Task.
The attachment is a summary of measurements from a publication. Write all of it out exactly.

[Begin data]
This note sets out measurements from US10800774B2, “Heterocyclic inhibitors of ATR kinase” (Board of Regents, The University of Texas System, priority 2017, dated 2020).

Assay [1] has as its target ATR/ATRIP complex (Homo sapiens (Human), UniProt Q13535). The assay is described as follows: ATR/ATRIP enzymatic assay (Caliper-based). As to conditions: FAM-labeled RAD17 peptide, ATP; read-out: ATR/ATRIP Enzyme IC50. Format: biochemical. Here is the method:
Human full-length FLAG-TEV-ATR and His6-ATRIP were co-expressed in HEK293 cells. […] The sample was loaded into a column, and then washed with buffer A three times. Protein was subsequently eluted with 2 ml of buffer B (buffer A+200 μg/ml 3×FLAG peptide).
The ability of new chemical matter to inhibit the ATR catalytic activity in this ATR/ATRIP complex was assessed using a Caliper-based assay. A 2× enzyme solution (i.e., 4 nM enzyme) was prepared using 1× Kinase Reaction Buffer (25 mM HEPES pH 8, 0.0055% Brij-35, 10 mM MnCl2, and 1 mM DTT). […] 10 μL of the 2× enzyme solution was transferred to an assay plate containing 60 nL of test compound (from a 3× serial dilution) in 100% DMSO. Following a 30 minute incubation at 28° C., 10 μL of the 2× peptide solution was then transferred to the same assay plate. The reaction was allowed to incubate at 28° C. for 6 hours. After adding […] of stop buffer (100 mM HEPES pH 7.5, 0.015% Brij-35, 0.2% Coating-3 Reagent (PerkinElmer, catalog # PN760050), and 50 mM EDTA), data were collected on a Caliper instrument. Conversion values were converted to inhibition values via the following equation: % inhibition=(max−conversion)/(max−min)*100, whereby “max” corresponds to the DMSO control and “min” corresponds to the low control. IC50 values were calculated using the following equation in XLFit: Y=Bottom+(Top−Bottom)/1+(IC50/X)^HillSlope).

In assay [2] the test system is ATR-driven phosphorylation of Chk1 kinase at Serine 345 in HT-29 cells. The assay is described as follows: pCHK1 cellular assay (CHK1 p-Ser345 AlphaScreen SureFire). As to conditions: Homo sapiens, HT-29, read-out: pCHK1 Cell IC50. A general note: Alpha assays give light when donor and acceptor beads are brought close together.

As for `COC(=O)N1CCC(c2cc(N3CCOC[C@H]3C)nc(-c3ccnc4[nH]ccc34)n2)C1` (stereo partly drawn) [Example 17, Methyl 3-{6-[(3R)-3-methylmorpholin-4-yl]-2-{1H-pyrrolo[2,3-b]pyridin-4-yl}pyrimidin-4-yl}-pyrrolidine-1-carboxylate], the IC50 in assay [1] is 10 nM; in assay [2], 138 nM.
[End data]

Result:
This note sets out measurements from US10800774B2, “Heterocyclic inhibitors of ATR kinase” (Board of Regents, The University of Texas System, priority 2017, dated 2020).

Assay [1] has as its target ATR/ATRIP complex (Homo sapiens (Human), UniProt Q13535). The assay is described as follows: ATR/ATRIP enzymatic assay (Caliper-based). As to conditions: FAM-labeled RAD17 peptide, ATP; read-out: ATR/ATRIP Enzyme IC50. Format: biochemical. Here is the method:
Human full-length FLAG-TEV-ATR and His6-ATRIP were co-expressed in HEK293 cells. […] The sample was loaded into a column, and then washed with buffer A three times. Protein was subsequently eluted with 2 ml of buffer B (buffer A+200 μg/ml 3×FLAG peptide).
The ability of new chemical matter to inhibit the ATR catalytic activity in this ATR/ATRIP complex was assessed using a Caliper-based assay. A 2× enzyme solution (i.e., 4 nM enzyme) was prepared using 1× Kinase Reaction Buffer (25 mM HEPES pH 8, 0.0055% Brij-35, 10 mM MnCl2, and 1 mM DTT). […] 10 μL of the 2× enzyme solution was transferred to an assay plate containing 60 nL of test compound (from a 3× serial dilution) in 100% DMSO. Following a 30 minute incubation at 28° C., 10 μL of the 2× peptide solution was then transferred to the same assay plate. The reaction was allowed to incubate at 28° C. for 6 hours. After adding […] of stop buffer (100 mM HEPES pH 7.5, 0.015% Brij-35, 0.2% Coating-3 Reagent (PerkinElmer, catalog # PN760050), and 50 mM EDTA), data were collected on a Caliper instrument. Conversion values were converted to inhibition values via the following equation: % inhibition=(max−conversion)/(max−min)*100, whereby “max” corresponds to the DMSO control and “min” corresponds to the low control. IC50 values were calculated using the following equation in XLFit: Y=Bottom+(Top−Bottom)/1+(IC50/X)^HillSlope).

In assay [2] the test system is ATR-driven phosphorylation of Chk1 kinase at Serine 345 in HT-29 cells. The assay is described as follows: pCHK1 cellular assay (CHK1 p-Ser345 AlphaScreen SureFire). As to conditions: Homo sapiens, HT-29, read-out: pCHK1 Cell IC50. A general note: Alpha assays give light when donor and acceptor beads are brought close together.

As for `COC(=O)N1CCC(c2cc(N3CCOC[C@H]3C)nc(-c3ccnc4[nH]ccc34)n2)C1` (stereo partly drawn) [Example 17, Methyl 3-{6-[(3R)-3-methylmorpholin-4-yl]-2-{1H-pyrrolo[2,3-b]pyridin-4-yl}pyrimidin-4-yl}-pyrrolidine-1-carboxylate], the IC50 in assay [1] is 10 nM; in assay [2], 138 nM.